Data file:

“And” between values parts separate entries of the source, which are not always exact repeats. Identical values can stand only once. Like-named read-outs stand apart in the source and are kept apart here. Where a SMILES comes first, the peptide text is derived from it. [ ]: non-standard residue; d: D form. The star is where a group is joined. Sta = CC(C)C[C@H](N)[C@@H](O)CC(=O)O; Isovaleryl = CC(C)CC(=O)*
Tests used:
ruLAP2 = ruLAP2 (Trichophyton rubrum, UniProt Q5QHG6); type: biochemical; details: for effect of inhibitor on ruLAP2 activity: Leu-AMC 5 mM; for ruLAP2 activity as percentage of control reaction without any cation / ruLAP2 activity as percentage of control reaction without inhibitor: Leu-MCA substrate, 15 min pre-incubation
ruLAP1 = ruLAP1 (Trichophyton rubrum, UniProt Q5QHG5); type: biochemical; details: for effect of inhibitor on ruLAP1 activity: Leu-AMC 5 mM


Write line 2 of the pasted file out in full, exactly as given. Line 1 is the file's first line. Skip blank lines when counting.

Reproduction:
Tests used: